Economic optimism highest in two years
By Canadian PizzaNews
Sept. 23, 2013, Canada – Optimism about the Canadian economy is sharply climbing to its highest level since 2011, according to the Q3 Chartered Professional Accountants of Canada (CPA) Business Monitor.
Thirty-seven per cent of the respondents surveyed are optimistic about
how the national economy will perform over the next 12 months. In both
the first and second quarters of this year, only 26 per cent were
optimistic. Fifty-six per cent of those surveyed are neutral and just under 10 per cent are pessimistic.
While there have been wide spread fluctuations since the quarterly
surveys began, economic optimism is now at its highest level since Q2
2011 when 43 per cent of the respondents felt good about the prospects
for the Canadian economy. The highest level of optimism for the
on-going research is 67 per cent, recorded in the second and third
quarters of 2007.
"The increase in economic optimism is certainly positive but it must be
put into perspective," says Kevin Dancey, president and CEO of the CPA Canada, in a media statement. "While very
few of the respondents are pessimistic, the majority are still not
prepared to express optimism. Hopefully, further upswings in optimism
The state of the U.S. economy is viewed as the biggest challenge to
economic growth by survey respondents (43 per cent) followed by
uncertainty surrounding the Canadian economy (18 per cent).
Company optimism is up slightly from last quarter. Fifty per cent are
optimistic about how their company will perform over the next 12 months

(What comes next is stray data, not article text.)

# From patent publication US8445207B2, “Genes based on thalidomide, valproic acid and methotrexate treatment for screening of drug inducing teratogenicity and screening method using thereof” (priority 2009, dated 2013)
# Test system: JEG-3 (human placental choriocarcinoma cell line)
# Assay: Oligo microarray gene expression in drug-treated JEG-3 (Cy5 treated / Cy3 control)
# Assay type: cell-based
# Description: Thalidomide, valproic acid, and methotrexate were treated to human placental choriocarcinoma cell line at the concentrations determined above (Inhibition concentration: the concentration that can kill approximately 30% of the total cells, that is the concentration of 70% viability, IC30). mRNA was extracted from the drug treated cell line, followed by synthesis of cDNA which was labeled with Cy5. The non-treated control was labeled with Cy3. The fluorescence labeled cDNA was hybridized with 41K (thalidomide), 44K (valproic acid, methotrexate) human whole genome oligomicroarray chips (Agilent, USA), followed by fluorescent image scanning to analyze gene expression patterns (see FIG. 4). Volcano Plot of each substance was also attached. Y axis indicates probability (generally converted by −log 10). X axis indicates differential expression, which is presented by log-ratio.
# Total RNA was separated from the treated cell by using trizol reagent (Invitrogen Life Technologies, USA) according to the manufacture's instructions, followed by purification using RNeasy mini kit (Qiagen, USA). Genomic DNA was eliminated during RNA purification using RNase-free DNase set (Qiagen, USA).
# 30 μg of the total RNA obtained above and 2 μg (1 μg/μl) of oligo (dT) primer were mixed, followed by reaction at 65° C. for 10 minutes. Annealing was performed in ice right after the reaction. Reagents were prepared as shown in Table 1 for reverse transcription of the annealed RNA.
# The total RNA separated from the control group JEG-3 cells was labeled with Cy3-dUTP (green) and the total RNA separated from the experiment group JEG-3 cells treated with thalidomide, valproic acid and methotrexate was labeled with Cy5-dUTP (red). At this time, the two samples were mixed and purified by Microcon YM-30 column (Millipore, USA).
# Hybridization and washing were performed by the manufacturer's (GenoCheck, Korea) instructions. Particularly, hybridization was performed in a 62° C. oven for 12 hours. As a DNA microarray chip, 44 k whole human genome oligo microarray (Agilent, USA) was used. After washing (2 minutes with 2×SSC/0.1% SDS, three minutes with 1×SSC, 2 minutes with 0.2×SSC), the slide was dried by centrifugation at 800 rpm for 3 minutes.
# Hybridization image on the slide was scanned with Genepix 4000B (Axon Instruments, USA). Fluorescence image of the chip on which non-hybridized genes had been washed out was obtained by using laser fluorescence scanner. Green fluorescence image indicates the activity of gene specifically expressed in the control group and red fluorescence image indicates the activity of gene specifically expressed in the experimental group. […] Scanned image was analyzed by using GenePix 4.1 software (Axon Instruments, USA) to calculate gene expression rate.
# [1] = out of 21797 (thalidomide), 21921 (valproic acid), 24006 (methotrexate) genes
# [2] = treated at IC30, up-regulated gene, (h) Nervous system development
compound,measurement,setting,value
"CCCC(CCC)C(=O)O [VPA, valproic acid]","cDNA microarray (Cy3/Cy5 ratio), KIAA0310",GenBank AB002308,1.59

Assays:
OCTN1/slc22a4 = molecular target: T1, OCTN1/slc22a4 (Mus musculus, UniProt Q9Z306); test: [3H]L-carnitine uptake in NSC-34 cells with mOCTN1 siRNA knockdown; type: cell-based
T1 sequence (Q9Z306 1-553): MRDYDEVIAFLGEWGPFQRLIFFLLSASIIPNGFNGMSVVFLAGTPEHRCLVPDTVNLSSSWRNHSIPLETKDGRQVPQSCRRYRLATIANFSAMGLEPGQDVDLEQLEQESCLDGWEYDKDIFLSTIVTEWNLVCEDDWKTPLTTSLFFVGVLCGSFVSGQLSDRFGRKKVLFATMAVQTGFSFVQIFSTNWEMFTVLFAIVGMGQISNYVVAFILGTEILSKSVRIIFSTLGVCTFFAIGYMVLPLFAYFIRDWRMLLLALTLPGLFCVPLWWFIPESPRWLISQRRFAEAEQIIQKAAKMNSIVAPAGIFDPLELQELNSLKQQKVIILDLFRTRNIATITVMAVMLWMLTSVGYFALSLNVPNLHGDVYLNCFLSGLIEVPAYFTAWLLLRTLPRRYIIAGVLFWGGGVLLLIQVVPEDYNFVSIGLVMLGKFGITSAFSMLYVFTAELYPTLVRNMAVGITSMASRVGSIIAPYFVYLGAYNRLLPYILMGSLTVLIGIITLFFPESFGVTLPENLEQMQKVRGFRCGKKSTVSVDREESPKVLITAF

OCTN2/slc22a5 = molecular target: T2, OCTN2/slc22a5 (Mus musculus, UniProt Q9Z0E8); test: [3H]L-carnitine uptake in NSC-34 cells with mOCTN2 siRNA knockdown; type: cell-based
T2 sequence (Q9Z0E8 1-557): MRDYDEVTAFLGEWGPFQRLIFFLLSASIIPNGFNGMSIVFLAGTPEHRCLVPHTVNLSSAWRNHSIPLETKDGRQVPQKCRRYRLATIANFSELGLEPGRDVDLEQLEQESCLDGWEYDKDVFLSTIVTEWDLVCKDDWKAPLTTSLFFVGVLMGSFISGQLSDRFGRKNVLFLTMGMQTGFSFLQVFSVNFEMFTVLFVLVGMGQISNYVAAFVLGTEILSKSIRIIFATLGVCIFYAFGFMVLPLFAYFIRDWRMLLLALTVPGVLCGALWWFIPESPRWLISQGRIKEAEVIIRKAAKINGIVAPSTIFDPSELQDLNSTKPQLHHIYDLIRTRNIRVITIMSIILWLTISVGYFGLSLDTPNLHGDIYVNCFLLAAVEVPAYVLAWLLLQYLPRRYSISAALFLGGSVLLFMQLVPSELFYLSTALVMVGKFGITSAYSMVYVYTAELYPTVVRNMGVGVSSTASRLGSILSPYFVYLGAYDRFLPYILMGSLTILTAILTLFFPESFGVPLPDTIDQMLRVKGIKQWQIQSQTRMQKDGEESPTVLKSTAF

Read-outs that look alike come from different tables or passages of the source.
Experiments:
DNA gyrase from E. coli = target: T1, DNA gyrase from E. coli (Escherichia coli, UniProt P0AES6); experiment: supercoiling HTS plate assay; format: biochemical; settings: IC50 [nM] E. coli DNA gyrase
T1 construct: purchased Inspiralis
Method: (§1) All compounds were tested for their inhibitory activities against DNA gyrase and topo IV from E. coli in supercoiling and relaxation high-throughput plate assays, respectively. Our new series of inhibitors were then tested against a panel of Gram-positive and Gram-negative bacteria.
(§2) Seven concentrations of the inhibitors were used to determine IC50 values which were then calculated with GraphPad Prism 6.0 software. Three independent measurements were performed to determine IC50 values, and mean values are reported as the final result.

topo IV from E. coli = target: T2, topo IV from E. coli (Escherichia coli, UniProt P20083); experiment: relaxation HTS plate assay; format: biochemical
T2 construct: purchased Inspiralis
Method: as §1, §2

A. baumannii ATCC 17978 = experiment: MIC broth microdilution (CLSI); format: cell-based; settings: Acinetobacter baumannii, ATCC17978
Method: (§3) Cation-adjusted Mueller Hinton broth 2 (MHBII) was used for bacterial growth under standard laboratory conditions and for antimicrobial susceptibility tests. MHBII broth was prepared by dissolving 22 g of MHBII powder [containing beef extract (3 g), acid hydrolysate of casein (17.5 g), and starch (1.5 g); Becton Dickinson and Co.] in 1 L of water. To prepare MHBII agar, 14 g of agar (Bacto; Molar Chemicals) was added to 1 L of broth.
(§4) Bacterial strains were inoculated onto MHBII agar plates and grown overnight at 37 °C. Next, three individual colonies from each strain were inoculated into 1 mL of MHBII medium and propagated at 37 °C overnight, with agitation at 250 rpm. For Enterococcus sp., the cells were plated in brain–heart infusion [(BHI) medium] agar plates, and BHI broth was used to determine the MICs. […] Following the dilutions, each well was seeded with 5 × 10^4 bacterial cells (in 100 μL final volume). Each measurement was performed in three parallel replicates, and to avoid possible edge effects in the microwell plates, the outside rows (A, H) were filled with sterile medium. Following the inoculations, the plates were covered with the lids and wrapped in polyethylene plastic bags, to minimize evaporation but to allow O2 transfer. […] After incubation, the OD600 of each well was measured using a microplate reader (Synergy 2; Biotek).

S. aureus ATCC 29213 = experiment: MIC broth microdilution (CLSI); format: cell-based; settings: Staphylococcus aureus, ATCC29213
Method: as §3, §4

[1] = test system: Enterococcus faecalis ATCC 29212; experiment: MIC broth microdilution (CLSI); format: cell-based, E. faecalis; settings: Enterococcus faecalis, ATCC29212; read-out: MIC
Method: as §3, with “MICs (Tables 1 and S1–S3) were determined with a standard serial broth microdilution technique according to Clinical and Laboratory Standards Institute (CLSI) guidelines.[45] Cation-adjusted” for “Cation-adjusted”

compared with 47 per cent the previous quarter.
No significant changes are emerging in projections for revenues and
profits with the majority of respondents still anticipating increases.
Sixty-four per cent of respondents expect their revenues to grow in the
next year and 59 per cent are forecasting an increase in profits.
Despite an increase in economic optimism, the third quarter survey found
that fewer respondents are forecasting an increase in employee numbers
at their companies. Thirty-four per cent of the respondents expect
employee numbers at their company to increase in the next 12 months,
down from 40 per cent the previous quarter. Forty-seven per cent of the
respondents anticipate no change and 19 per cent expect a drop.
Looking forward, some hiring challenges may be looming. Two-thirds of
those surveyed believe that Canada does not have enough skilled workers
and professionals to fill certain positions. In addition, roughly
seven-in-ten (71 per cent) anticipate that their organization will have
difficulty filling a skilled position over the next two years: 39 per
cent referenced skilled trades, 22 per cent middle management, 15 per
cent professional positions, 14 per cent senior management and 11 per
cent stated other. More than one response could be provided.
Twenty-nine per cent of those surveyed do not anticipate difficulty in
filling any types of skilled positions.
When asked what steps their company takes to hire skilled workers,
asking employees to refer potential candidates was the number one
response (56 per cent). Using recruiting firms to source talent within
the province was next at 49 per cent.
"It makes sense for organizations to seek assistance from their
employees," says Dancey. "Employees understand the operation and
recognize that it is their reputation on the line when recommending
someone for a position."
Print this page